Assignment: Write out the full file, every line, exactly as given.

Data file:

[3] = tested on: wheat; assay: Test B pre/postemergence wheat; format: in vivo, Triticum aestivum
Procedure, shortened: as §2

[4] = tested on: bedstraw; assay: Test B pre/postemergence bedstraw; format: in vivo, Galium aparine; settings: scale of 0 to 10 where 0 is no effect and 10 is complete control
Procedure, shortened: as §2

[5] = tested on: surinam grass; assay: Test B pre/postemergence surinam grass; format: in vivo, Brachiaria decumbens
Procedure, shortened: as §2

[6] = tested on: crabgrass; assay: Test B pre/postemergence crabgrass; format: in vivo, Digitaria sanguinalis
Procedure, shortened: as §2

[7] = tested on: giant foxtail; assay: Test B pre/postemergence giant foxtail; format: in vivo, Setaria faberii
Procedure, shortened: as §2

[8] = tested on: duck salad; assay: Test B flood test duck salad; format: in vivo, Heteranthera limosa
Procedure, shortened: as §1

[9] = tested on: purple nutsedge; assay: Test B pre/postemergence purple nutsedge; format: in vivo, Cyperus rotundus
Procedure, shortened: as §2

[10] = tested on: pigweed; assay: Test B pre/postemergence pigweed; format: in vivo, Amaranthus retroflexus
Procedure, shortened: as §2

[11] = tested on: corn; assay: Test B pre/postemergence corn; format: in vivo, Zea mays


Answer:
[3] = tested on: wheat; assay: Test B pre/postemergence wheat; format: in vivo, Triticum aestivum
Procedure, shortened: as §2

[4] = tested on: bedstraw; assay: Test B pre/postemergence bedstraw; format: in vivo, Galium aparine; settings: scale of 0 to 10 where 0 is no effect and 10 is complete control
Procedure, shortened: as §2

[5] = tested on: surinam grass; assay: Test B pre/postemergence surinam grass; format: in vivo, Brachiaria decumbens
Procedure, shortened: as §2

[6] = tested on: crabgrass; assay: Test B pre/postemergence crabgrass; format: in vivo, Digitaria sanguinalis
Procedure, shortened: as §2

[7] = tested on: giant foxtail; assay: Test B pre/postemergence giant foxtail; format: in vivo, Setaria faberii
Procedure, shortened: as §2

[8] = tested on: duck salad; assay: Test B flood test duck salad; format: in vivo, Heteranthera limosa
Procedure, shortened: as §1

[9] = tested on: purple nutsedge; assay: Test B pre/postemergence purple nutsedge; format: in vivo, Cyperus rotundus
Procedure, shortened: as §2

[10] = tested on: pigweed; assay: Test B pre/postemergence pigweed; format: in vivo, Amaranthus retroflexus
Procedure, shortened: as §2

[11] = tested on: corn; assay: Test B pre/postemergence corn; format: in vivo, Zea mays